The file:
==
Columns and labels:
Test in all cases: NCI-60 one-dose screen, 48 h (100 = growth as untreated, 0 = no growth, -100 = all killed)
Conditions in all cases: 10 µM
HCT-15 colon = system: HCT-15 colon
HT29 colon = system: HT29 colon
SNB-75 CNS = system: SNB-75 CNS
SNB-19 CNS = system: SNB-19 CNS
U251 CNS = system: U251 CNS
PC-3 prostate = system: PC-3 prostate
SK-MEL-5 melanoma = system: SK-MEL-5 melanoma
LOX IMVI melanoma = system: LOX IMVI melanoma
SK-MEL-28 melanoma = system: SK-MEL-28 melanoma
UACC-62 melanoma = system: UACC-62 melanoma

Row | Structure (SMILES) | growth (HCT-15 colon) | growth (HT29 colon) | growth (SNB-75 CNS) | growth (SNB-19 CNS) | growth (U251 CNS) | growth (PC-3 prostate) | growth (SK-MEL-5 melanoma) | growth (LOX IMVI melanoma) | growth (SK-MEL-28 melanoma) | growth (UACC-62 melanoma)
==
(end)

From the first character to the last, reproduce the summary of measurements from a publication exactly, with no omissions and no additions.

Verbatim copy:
Columns and labels:
Test in all cases: NCI-60 one-dose screen, 48 h (100 = growth as untreated, 0 = no growth, -100 = all killed)
Conditions in all cases: 10 µM
HCT-15 colon = system: HCT-15 colon
HT29 colon = system: HT29 colon
SNB-75 CNS = system: SNB-75 CNS
SNB-19 CNS = system: SNB-19 CNS
U251 CNS = system: U251 CNS
PC-3 prostate = system: PC-3 prostate
SK-MEL-5 melanoma = system: SK-MEL-5 melanoma
LOX IMVI melanoma = system: LOX IMVI melanoma
SK-MEL-28 melanoma = system: SK-MEL-28 melanoma
UACC-62 melanoma = system: UACC-62 melanoma

Row | Structure (SMILES) | growth (HCT-15 colon) | growth (HT29 colon) | growth (SNB-75 CNS) | growth (SNB-19 CNS) | growth (U251 CNS) | growth (PC-3 prostate) | growth (SK-MEL-5 melanoma) | growth (LOX IMVI melanoma) | growth (SK-MEL-28 melanoma) | growth (UACC-62 melanoma)